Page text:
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A missing Pennsylvania woman’s body was recovered by authorities after her alleged killer slit his wrists and pointed police in the direction of her remains over the weekend.
Harold D. Haulman III was a person of interest in the disappearance of Erica Shultz, who was last seen on Dec. 6, WBRE/WYOU reported. The 26-year-old was reported missing after she didn’t show up for work earlier this month.
Haulman, described as a transient truck driver, had been questioned by police but neglected to attend a follow-up interview after cell phone records showed he’d been in contact with the missing woman around the time she vanished.
He was arrested on Dec. 26 after railway workers spotted him wounded and wandering along the tracks making suicidal statements. Haulman was heard saying “I want to kill myself” and “I need to die for my sins” and had apparently cut his wrists with a boxcutter, according to PennLive.com.
At the hospital, Haulman confessed to the slaying. He used a cell phone and Google Maps to point FBI agents and state investigators in the direction of Shultz’s remains, according to WBRE/WYOU. On Dec. 27, her body was recovered from a wooded area in Butler Township near Interstates 80 and 81, the outlet reported.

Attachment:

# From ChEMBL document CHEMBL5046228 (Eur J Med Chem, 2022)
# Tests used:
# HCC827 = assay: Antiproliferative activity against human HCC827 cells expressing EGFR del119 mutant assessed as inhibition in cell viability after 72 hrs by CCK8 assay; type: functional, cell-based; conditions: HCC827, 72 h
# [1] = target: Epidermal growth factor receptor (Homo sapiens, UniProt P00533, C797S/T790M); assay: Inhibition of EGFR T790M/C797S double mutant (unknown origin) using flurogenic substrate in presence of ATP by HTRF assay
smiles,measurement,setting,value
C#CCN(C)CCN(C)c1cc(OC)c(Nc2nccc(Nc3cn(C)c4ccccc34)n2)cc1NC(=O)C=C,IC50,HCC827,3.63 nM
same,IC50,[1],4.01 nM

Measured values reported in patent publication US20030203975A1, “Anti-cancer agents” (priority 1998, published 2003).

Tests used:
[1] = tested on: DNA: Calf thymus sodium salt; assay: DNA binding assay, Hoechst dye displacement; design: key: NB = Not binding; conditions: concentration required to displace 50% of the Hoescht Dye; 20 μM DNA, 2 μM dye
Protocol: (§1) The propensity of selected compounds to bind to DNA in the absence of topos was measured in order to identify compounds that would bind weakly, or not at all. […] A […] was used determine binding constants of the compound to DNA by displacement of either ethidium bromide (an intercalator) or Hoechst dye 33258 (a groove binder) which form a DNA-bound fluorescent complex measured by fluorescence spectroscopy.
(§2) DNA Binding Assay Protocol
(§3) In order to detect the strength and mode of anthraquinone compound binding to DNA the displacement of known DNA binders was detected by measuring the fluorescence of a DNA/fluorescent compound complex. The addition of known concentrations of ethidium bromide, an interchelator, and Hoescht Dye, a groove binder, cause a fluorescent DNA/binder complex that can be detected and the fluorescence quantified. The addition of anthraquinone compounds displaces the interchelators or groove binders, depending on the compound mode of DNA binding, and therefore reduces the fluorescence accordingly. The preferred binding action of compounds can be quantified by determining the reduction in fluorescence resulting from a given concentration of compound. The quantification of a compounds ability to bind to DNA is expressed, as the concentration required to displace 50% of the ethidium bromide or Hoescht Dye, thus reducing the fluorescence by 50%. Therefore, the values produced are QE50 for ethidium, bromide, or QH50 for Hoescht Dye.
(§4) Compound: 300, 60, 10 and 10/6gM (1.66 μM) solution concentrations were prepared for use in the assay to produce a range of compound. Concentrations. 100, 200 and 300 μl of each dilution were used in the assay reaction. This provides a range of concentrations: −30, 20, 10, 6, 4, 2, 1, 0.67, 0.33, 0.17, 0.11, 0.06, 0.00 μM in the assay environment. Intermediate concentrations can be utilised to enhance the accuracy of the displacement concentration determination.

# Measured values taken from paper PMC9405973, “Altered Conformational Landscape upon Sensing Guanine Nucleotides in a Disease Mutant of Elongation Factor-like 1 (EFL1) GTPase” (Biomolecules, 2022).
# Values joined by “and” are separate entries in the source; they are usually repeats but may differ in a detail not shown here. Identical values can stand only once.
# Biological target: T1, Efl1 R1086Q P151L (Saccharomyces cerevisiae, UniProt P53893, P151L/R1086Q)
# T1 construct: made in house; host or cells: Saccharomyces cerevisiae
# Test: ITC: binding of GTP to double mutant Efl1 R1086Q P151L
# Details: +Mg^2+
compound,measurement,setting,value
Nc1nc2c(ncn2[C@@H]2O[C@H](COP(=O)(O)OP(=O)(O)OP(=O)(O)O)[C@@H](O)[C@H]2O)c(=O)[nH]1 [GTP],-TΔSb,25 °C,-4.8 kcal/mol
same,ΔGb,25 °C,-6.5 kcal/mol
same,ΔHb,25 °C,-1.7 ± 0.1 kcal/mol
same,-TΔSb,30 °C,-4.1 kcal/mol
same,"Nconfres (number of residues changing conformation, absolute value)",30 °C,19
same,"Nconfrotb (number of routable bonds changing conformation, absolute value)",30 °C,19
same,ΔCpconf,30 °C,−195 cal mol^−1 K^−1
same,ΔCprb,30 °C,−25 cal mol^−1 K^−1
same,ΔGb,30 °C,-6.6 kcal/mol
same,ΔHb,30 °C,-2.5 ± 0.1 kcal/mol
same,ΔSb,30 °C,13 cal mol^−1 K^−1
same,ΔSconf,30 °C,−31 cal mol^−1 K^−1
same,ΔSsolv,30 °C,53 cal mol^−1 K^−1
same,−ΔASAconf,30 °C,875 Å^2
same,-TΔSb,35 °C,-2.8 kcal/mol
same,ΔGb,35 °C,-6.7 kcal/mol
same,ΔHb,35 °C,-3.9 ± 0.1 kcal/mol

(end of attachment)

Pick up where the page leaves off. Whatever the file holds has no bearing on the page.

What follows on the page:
"Yesterday we solved a mystery but a prayer was denied," Luzerne County District Attorney Stefanie Salavantis told WJAC-TV.
Haulman told detectives he’d clubbed Shultz several times with a hammer and later stabbed her multiple times with a kitchen knife.
"He admitted to taking her into a secluded area, walking her into the woods, and hitting her with a mallet-type hammer and stabbing her several times and leaving her where she lay," Salavantis added.
An autopsy is pending, according to the Johnstown television station. An official motive for the murder hasn’t been released.
Haulman has been charged with homicide, kidnapping, and abuse of a corpse. He appeared in court Sunday night.
Shultz, who was autistic, met Haulman on the dating app MeetMe, authorities said. They later carried on a texting relationship and eventually met in person.
Shultz later shared concerns with a friend about someone named “Dave,” whom she had recently met, according to WOLF-TV. “Dave” allegedly had been urging her to "pack everything up and go away with him," she told her friend. The worried pal had installed a tracking device on Shultz’s phone days before she vanished.
Investigators said two of the last texts her cell phone received before it went dark read “surprise,” and “knock knock,” WOLF-TV reported.
"Everyone she met, I think she had their best interest at heart, wanting to get to know them and build a friendship and just spread this happiness and joy," Alexis Hargraves, an acquaintance of Shultz, told WJAC-TV.
The case remains open and ongoing. Authorities are now investigating if Haulman targeted other victims in the county.
"There possibly could be other people out there. We just don't know for sure at this point how many, if any," Salavantis said.
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